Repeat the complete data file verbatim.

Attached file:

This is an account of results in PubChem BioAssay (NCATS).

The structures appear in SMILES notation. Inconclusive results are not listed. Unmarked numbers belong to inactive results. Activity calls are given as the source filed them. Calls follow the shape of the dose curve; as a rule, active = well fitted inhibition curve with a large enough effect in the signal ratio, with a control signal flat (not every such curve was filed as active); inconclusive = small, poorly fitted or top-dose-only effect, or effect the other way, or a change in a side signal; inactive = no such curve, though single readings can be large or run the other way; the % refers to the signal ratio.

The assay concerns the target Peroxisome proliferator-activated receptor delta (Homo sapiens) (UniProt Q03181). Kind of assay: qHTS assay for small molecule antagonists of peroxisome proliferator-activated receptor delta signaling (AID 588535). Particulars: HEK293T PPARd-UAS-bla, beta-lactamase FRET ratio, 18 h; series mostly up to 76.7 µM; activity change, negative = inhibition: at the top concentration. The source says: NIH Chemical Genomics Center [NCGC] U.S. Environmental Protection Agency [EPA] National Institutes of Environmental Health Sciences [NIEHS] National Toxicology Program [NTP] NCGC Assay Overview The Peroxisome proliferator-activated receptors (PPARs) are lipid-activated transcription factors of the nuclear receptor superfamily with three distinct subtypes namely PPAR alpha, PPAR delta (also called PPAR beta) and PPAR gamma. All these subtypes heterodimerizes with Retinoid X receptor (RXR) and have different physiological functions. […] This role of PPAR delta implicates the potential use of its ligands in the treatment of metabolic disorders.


This is an account of results in PubChem BioAssay (NCATS).

The structures appear in SMILES notation. Inconclusive results are not listed. Unmarked numbers belong to inactive results. Activity calls are given as the source filed them. Calls follow the shape of the dose curve; as a rule, active = well fitted inhibition curve with a large enough effect in the signal ratio, with a control signal flat (not every such curve was filed as active); inconclusive = small, poorly fitted or top-dose-only effect, or effect the other way, or a change in a side signal; inactive = no such curve, though single readings can be large or run the other way; the % refers to the signal ratio.

The assay concerns the target Peroxisome proliferator-activated receptor delta (Homo sapiens) (UniProt Q03181). Kind of assay: qHTS assay for small molecule antagonists of peroxisome proliferator-activated receptor delta signaling (AID 588535). Particulars: HEK293T PPARd-UAS-bla, beta-lactamase FRET ratio, 18 h; series mostly up to 76.7 µM; activity change, negative = inhibition: at the top concentration. The source says: NIH Chemical Genomics Center [NCGC] U.S. Environmental Protection Agency [EPA] National Institutes of Environmental Health Sciences [NIEHS] National Toxicology Program [NTP] NCGC Assay Overview The Peroxisome proliferator-activated receptors (PPARs) are lipid-activated transcription factors of the nuclear receptor superfamily with three distinct subtypes namely PPAR alpha, PPAR delta (also called PPAR beta) and PPAR gamma. All these subtypes heterodimerizes with Retinoid X receptor (RXR) and have different physiological functions. […] This role of PPAR delta implicates the potential use of its ligands in the treatment of metabolic disorders.